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The first time you do something it is hard and doesn't make any sense.
The second time you do it, it seems vaguely familiar, and makes a little bit of sense.
From then on, it makes sense and feels natural to do it.

If this is true (which it seems to be for me), then it might actually make sense to build apps using services from the get go, if you expect them to have to scale down the road. I’d love to nail down a workflow for getting Passenger, Foreman, and Nginx set up in less than 30 minutes. I’d also like to learn how to better test services and get them set up with continuous integration. I think that if I understood these things, SOA would be a tool I’d be a lot more likely to reach for.

If you have any tips about these two aspects of services, let’s talk! Tweet at me: @fluxusfrequency.

Building a Binary Search

A couple of days ago I had an interview with a big startup in Boulder. I was really excited about the possibility of working there, because they solve some really hard problems on a daily basis, and because I’ve heard great things about their office culture.

It was just supposed to be a quick interview, but it ended up taking a few hours. First, I met up with the CTO. It all started off innocent enough. We went to a restaurant on Pearl Street for lunch. He asked me about my background and skills, and I asked him about the company. We shared personal stories about the flood last summer. After hearing about the way he treats his workers (like adults), and some of the technical details of what they were working on, I was even more excited about the company. We headed went to a coffee shop for a drink, then went back to the office.

When we got there, he introduced me to the head of the team that the best fit for me if I worked there. The team lead, one of his coworkers and I headed back to the coffee shop. We chatted about Rails, Exercism, TDD, and Ember.js, and life at their company. Pretty soon, the CTO came in again. Seeing that we were still talking, he asked the team lead to take me back and “dig in technically” a little bit.

We went back to the office again, and found a conference room. He asked me to solve FizzBuzz in JavaScript. I fired up Jasmine-Node and built it with tests the whole way. That went fairly well, I thought. Then he asked me a couple of CSS questions. I answered them, and he said that I answered them better than many of the people he interviews.

Finally, we came to some algorithm questions. Although I’ve learned a lot at gSchool in the last five months, algorithms are something that I haven’t spent as much time on, yet. I’ve only had enough programming context to begin understanding them for the last two of those months. I’ve played around with them as much as I could, solving Linked List, the Luhn Algorithm, Nth Prime Factor, Sum of Squares, and Binary Search Tree. I’ve also had a go at writing the MD5 algorithm. But compared to someone with a four year CS degree, I haven’t had much time to get comfortable with them.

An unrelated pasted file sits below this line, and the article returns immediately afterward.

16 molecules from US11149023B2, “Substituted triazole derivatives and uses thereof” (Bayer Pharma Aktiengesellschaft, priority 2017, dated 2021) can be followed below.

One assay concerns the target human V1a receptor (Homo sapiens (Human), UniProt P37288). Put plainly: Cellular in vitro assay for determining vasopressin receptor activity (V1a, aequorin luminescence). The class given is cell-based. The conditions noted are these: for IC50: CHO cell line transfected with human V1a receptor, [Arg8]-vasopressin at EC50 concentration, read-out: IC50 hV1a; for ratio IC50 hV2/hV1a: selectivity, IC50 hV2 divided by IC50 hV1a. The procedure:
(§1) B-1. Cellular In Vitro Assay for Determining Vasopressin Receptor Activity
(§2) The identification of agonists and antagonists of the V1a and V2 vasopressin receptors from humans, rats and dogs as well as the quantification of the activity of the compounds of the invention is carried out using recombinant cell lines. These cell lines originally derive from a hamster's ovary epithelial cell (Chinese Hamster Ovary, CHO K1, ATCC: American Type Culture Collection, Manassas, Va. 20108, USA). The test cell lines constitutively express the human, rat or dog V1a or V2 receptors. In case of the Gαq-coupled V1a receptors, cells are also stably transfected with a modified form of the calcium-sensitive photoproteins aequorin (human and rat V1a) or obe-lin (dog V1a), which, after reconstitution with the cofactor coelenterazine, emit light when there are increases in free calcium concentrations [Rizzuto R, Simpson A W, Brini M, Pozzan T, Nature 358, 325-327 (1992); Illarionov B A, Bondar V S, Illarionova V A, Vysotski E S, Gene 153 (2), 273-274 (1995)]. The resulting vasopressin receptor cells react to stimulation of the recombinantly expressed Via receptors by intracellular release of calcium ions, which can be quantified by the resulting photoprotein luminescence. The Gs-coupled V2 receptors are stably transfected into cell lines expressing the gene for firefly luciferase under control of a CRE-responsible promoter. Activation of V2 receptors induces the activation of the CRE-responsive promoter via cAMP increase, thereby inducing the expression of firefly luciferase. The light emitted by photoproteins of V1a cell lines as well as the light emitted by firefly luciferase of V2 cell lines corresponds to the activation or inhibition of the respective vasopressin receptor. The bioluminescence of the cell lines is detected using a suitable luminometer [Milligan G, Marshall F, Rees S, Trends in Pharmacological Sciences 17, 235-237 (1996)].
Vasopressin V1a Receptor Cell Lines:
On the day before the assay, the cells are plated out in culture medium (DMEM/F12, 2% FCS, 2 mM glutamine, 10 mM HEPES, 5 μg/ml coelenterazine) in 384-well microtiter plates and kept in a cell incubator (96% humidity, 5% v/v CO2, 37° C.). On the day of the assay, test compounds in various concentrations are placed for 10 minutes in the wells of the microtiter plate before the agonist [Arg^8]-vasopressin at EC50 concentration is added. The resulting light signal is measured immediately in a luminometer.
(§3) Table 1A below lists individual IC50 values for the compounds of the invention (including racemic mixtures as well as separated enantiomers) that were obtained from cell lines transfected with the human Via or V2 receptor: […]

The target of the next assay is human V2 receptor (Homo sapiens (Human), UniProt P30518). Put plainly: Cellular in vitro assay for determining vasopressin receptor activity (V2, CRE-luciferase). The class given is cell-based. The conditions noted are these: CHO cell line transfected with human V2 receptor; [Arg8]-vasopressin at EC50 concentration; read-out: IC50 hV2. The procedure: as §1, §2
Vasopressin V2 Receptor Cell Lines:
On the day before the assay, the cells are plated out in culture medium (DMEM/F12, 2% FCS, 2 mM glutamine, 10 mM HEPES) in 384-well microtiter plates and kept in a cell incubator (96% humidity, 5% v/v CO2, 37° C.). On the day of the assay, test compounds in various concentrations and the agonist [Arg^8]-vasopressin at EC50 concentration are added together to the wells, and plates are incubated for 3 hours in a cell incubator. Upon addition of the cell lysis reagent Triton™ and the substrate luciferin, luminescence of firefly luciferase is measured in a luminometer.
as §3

My interviewer drew an array on the board, and asked me how I would find a given element’s position within 2-3 queries. I thought about it, made a guess that it had to do with bit operators, and finally conceded that I had no idea. My heart sunk. Things were going so well. When I asked for the solution, he told me that it was to use a Binary Search. I got excited, because I had done a Binary Search Tree. But no, this was just plain old Binary Search.

Bitten that I didn’t know how to do Binary Search, I set out to build it on my own. This rest of this post is a walkthrough of how I solved it.

Research

First, I visited Wikipedia and read up on Binary Search. It was pretty easy to follow. So easy, in fact, I decided to lift some of the text verbatim and translate it into a set of tests to drive my implementation. Here’s what I found:

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Searching a sorted collection is a common task. A dictionary is a sorted list of
 word definitions. Given a word, one can find its definition. A telephone book
 is a sorted list of people's names, addresses, and telephone numbers. Knowing
 someone's name allows one to quickly find their telephone number and address.

If the list to be searched contains more than a few items (a dozen, say) a
binary search will require far fewer comparisons than a linear search, but it
imposes the requirement that the list be sorted.



In computer science, a binary search or half-interval search algorithm finds
the position of a specified input value (the search "key") within an array
sorted by key value.

In each step, the algorithm compares the search key value with the key value of
the middle element of the array.

If the keys match, then a matching element has been found and its index, or
position, is returned.

Otherwise, if the search key is less than the middle element's key, then the
algorithm repeats its action on the sub-array to the left of the middle element
or, if the search key is greater, on the sub-array to the right.